Each year roughly 85% of teens are affected by acne vulgaris. Acne is triggered by the hormonal changes which increase the skin’s oil production during puberty. Excess oil mixes with dead skin cells on the body that then clog pores and trap bacteria inside. The familiar eruption ensues: everything from small bumps and blackheads to severe and painful acne. To keep the damage to a minimum, it is important to remember that you want to address your or your teenager’s acne as early as possible.
My advice: if your teen has large, red pimples that cause pain, over-the-counter treatments aren’t going to be sufficiently effective and they should really see a dermatologist. However, for other types of blemishes, one can start with an over-the-counter acne treatment first. I also always remind people that every teen going through this period of their life can benefit from a face wash containing some type of acne-fighting medication. And, that teen patient needs to be regimented about it, ideally washing their face in the morning and at night, allowing the medicine to do its job in controlling the acne. Salicylic acid helps eliminate dead skin cells that often fuel pimples, benzoyl peroxide kills acne-causing bacteria, and glycolic acid removes oil and dirt from your skin. When breakouts do occur, I always tell my patients to avoid picking at or squeezing inflamed pimples as this can introduce more bacteria to the irritated area, making acne even worse and possibly leaving scars.
Every teen reacts differently to their acne. While some may feel self-conscious, others might hardly even notice it. Either way, it’s important to take it seriously and work with a dermatologist to find the right balance of products and treatments that will help clear their skin and prevent scarring.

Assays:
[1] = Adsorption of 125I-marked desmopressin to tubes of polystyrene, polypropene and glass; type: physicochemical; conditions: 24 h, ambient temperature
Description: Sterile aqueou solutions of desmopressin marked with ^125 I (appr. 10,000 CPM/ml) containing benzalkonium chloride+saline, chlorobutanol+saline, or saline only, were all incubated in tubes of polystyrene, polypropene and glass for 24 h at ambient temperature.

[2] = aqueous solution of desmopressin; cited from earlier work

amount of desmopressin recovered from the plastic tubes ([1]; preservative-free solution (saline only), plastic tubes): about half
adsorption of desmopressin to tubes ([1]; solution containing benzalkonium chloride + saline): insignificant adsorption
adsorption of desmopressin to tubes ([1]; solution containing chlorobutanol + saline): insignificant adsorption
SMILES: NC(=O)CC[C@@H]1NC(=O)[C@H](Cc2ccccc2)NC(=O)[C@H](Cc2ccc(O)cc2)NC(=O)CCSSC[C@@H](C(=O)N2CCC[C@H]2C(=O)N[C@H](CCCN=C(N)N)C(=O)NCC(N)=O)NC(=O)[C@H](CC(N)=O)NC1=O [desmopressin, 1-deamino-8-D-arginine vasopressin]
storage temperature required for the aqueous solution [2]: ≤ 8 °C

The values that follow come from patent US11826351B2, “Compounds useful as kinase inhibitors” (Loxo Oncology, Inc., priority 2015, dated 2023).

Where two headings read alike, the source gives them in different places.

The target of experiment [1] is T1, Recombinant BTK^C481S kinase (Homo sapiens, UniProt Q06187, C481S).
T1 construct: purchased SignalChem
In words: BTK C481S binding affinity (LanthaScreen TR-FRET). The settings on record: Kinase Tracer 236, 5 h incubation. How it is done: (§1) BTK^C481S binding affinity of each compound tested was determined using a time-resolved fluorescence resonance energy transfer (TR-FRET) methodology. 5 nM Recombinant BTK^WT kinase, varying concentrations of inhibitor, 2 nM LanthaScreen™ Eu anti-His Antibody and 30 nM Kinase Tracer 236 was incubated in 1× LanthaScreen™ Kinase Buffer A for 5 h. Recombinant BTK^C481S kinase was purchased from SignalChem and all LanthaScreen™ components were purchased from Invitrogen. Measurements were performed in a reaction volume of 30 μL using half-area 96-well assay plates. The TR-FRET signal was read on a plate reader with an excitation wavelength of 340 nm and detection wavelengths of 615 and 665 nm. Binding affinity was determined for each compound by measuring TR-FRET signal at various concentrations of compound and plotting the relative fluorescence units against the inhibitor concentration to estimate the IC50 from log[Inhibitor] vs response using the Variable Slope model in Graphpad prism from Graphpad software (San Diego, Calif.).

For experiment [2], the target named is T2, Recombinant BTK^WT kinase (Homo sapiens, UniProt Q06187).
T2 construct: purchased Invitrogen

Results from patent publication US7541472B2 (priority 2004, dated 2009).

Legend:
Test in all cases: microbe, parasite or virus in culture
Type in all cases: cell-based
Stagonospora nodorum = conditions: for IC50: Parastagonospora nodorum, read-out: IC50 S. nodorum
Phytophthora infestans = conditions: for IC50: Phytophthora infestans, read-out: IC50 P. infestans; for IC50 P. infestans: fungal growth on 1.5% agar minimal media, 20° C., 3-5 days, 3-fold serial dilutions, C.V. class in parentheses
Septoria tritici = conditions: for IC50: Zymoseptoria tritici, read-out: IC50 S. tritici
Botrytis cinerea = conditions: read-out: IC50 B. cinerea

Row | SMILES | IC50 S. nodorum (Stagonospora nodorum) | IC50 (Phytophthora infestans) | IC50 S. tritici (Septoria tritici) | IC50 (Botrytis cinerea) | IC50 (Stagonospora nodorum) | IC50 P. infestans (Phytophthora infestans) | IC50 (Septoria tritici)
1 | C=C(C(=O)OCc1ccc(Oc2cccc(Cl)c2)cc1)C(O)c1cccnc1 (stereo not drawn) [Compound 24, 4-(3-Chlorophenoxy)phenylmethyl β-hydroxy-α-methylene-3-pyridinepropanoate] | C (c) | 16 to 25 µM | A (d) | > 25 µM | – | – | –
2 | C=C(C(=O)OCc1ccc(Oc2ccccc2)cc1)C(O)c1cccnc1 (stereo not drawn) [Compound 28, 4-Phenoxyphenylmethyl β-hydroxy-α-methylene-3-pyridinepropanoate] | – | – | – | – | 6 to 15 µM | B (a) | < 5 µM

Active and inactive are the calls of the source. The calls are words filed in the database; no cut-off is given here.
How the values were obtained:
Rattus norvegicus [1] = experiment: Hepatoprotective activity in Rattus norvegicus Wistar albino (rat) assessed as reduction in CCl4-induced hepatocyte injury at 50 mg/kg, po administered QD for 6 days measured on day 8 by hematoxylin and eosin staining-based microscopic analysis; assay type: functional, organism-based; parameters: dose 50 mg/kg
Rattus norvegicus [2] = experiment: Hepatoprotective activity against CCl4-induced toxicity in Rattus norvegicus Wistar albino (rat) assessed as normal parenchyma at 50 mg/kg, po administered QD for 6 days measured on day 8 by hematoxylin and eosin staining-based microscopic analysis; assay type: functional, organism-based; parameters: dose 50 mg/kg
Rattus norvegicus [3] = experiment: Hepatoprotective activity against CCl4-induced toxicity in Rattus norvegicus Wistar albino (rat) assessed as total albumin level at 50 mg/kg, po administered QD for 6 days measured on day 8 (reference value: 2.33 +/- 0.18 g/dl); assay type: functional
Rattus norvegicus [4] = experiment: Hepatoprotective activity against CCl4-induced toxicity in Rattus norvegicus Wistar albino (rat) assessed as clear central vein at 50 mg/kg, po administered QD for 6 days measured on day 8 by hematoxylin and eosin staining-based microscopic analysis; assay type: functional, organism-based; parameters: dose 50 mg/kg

What about adult acne? Typically adults outgrow acne, but about 12% of women and nearly 5% of men may still have acne even into their late 40s.
Thanks to chronic stress and hormonal changes that come with aging, we are seeing even more adult acne. In addition, our skin cell turnover rate slows with age, increasing the time it takes for skin to heal from breakouts. Furthermore, adult acne is often linked to hormonal fluctuations, which are more common among women; their breakouts tend to be inflammatory and predominantly located around their mouth, chin and jawline.
Our goal, whether we’re helping you or your teen, is to identify the best skin care products, treatments, procedures, and medications to help you manage, control and clear acne. If you or your teen are experiencing acne, please do not hesitate to call our office at (770) 452-5667 to schedule an appointment.